Gougeres have been described as savory cream puffs without the cream. Or you can think of them as free-form eggy popovers. There are countless recipes out there for them, which is interesting since they only have 6 ingredients, basically. Some books (like Joy of Cooking) make them sound really hard to make, but I haven't found that to be the case at all - the one important factor seems to be (like in the case of popovers) to have a really hot oven. It's always a good idea to check the accuracy of your oven with an oven thermometer if you can. Also, if you set the oven about 25 degrees over the suggested temperature, and then turn it down to the correct temperature once the gougeres are in the oven, you can be sure that you haven't lost heat by opening and closing the oven door. This works with any kind of baking. Other than that, you just need a strong arm to stir the batter. I'm wondering if you could do this in a stand mixer - I just got one recently, so I don't know all of the possibilities yet, but it seems like you could.
This particular recipe for gougeres is from my book Whining and Dining by Emma Waverman and Eshun Mott. It's a nice simple recipe that has worked for me consistently.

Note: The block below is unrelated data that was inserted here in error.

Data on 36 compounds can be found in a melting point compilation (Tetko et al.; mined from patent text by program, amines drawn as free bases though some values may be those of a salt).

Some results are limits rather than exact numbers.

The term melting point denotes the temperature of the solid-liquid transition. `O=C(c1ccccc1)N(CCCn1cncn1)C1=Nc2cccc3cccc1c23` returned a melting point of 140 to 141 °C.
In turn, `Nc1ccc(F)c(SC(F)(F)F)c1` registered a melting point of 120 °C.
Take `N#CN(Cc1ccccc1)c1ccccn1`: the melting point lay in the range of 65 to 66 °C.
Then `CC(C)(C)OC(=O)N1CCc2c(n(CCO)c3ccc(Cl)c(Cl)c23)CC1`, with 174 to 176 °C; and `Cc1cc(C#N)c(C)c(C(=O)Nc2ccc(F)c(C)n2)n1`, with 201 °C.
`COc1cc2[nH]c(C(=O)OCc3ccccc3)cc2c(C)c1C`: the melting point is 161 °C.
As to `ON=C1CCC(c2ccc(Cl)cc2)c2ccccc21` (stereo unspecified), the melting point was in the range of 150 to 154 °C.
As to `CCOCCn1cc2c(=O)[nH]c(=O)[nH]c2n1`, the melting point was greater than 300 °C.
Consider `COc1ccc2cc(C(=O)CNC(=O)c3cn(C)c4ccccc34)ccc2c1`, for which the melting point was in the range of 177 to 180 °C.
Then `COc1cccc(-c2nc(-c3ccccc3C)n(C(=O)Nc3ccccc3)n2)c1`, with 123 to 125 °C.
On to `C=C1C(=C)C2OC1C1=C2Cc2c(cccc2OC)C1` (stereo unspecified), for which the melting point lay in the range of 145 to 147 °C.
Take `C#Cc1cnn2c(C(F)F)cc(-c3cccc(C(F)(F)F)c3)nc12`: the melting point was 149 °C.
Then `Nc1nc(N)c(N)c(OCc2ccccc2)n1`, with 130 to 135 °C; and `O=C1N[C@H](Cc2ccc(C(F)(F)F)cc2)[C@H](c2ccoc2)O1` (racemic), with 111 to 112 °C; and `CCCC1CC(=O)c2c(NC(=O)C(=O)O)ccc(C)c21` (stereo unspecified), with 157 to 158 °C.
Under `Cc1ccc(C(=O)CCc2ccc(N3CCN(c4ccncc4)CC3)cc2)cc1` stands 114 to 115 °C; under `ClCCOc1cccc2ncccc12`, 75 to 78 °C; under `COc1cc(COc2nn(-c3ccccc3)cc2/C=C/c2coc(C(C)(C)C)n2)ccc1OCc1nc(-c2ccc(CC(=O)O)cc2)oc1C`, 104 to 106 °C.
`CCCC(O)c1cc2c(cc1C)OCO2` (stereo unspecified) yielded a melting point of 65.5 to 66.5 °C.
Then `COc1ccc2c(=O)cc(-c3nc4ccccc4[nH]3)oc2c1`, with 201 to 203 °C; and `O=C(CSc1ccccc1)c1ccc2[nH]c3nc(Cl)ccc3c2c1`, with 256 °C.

- 1 cup milk
- 1/3 cup unsalted butter, cut into cubes
- 1/2 tsp salt
- 1 1/4 cups all-purpose flour
- 5 large eggs
- 1 cup grated Gruyere or other hard cheese (I, of course, use extra-sharp cheddar)
Preheat oven to 425 degrees.
Combine milk, butter and salt in a medium pot over medium heat until butter is melted. Turn heat to high and bring to a boil. Immediately remove pot from heat; add flour and stir vigorously until mixture is smooth and pulls away from the sides of the pot. Reduce heat to low. Return the pot to the stove and beat for another 30 seconds or until dough has formed a smooth ball. Remove from heat and let cool for a few minutes.
Beat 4 of the eggs into dough, one at a time, beating well to incorporate before adding the next one. The resulting dough should be shiny and soft. Stir in 1/2 cup of the cheese. Use a soup spoon to scoop batter onto a parchment-lined baking sheet, making 8 to 10 mounds, each 2 inches in diameter. Beat remaining egg and brush over top of gougeres. Sprinkle tops with remaining 1/2 cup cheese.
Bake for 20 minutes or until gougeres are brown, crisp and cracked. Turn down oven temperature to 350 and bake for another 10 minutes to dry them out so they don't collapse when removed from the oven.